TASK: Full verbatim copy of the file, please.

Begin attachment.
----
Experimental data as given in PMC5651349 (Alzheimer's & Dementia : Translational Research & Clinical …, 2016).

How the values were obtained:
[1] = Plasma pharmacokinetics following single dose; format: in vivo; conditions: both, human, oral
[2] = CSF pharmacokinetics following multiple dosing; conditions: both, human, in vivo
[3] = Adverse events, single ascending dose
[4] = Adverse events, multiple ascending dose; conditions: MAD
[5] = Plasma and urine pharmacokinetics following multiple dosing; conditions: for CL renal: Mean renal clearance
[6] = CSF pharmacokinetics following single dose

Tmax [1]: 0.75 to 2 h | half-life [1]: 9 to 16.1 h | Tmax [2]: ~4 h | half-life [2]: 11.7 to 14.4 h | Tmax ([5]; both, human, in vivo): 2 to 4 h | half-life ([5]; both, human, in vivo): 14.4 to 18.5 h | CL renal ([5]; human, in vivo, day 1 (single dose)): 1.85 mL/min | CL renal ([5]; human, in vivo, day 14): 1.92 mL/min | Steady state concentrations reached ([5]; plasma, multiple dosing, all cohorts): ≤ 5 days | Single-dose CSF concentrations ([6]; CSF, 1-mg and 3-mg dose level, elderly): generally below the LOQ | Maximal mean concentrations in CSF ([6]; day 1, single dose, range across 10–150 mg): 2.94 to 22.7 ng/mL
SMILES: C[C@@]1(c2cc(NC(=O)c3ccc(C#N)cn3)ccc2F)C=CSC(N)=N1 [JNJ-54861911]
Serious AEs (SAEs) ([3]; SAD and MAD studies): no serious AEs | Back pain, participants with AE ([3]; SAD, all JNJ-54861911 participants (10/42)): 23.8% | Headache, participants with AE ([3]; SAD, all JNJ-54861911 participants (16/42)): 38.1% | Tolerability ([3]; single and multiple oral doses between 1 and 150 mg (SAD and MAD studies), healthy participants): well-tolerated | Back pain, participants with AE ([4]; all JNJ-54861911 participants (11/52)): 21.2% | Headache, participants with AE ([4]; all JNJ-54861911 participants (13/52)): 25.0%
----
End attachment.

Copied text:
Experimental data as given in PMC5651349 (Alzheimer's & Dementia : Translational Research & Clinical …, 2016).

How the values were obtained:
[1] = Plasma pharmacokinetics following single dose; format: in vivo; conditions: both, human, oral
[2] = CSF pharmacokinetics following multiple dosing; conditions: both, human, in vivo
[3] = Adverse events, single ascending dose
[4] = Adverse events, multiple ascending dose; conditions: MAD
[5] = Plasma and urine pharmacokinetics following multiple dosing; conditions: for CL renal: Mean renal clearance
[6] = CSF pharmacokinetics following single dose

Tmax [1]: 0.75 to 2 h | half-life [1]: 9 to 16.1 h | Tmax [2]: ~4 h | half-life [2]: 11.7 to 14.4 h | Tmax ([5]; both, human, in vivo): 2 to 4 h | half-life ([5]; both, human, in vivo): 14.4 to 18.5 h | CL renal ([5]; human, in vivo, day 1 (single dose)): 1.85 mL/min | CL renal ([5]; human, in vivo, day 14): 1.92 mL/min | Steady state concentrations reached ([5]; plasma, multiple dosing, all cohorts): ≤ 5 days | Single-dose CSF concentrations ([6]; CSF, 1-mg and 3-mg dose level, elderly): generally below the LOQ | Maximal mean concentrations in CSF ([6]; day 1, single dose, range across 10–150 mg): 2.94 to 22.7 ng/mL
SMILES: C[C@@]1(c2cc(NC(=O)c3ccc(C#N)cn3)ccc2F)C=CSC(N)=N1 [JNJ-54861911]
Serious AEs (SAEs) ([3]; SAD and MAD studies): no serious AEs | Back pain, participants with AE ([3]; SAD, all JNJ-54861911 participants (10/42)): 23.8% | Headache, participants with AE ([3]; SAD, all JNJ-54861911 participants (16/42)): 38.1% | Tolerability ([3]; single and multiple oral doses between 1 and 150 mg (SAD and MAD studies), healthy participants): well-tolerated | Back pain, participants with AE ([4]; all JNJ-54861911 participants (11/52)): 21.2% | Headache, participants with AE ([4]; all JNJ-54861911 participants (13/52)): 25.0%